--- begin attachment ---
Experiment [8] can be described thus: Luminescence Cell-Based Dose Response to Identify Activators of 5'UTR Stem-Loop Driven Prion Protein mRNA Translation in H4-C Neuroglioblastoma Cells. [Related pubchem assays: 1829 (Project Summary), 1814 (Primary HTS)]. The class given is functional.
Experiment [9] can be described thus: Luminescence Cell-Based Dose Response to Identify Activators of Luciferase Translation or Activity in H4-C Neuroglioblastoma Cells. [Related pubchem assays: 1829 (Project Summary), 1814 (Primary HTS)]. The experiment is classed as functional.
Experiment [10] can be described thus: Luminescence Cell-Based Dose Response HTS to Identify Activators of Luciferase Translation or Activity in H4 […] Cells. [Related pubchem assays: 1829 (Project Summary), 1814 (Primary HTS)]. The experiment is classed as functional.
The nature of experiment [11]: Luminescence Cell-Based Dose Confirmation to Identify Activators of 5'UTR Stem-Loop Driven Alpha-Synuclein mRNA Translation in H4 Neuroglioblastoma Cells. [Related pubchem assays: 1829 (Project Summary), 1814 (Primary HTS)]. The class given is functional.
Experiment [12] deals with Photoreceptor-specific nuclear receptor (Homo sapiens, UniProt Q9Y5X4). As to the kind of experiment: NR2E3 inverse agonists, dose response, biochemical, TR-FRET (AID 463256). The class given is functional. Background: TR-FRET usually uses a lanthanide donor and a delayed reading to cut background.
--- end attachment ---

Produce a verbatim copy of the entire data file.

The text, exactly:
Experiment [8] can be described thus: Luminescence Cell-Based Dose Response to Identify Activators of 5'UTR Stem-Loop Driven Prion Protein mRNA Translation in H4-C Neuroglioblastoma Cells. [Related pubchem assays: 1829 (Project Summary), 1814 (Primary HTS)]. The class given is functional.
Experiment [9] can be described thus: Luminescence Cell-Based Dose Response to Identify Activators of Luciferase Translation or Activity in H4-C Neuroglioblastoma Cells. [Related pubchem assays: 1829 (Project Summary), 1814 (Primary HTS)]. The experiment is classed as functional.
Experiment [10] can be described thus: Luminescence Cell-Based Dose Response HTS to Identify Activators of Luciferase Translation or Activity in H4 […] Cells. [Related pubchem assays: 1829 (Project Summary), 1814 (Primary HTS)]. The experiment is classed as functional.
The nature of experiment [11]: Luminescence Cell-Based Dose Confirmation to Identify Activators of 5'UTR Stem-Loop Driven Alpha-Synuclein mRNA Translation in H4 Neuroglioblastoma Cells. [Related pubchem assays: 1829 (Project Summary), 1814 (Primary HTS)]. The class given is functional.
Experiment [12] deals with Photoreceptor-specific nuclear receptor (Homo sapiens, UniProt Q9Y5X4). As to the kind of experiment: NR2E3 inverse agonists, dose response, biochemical, TR-FRET (AID 463256). The class given is functional. Background: TR-FRET usually uses a lanthanide donor and a delayed reading to cut background.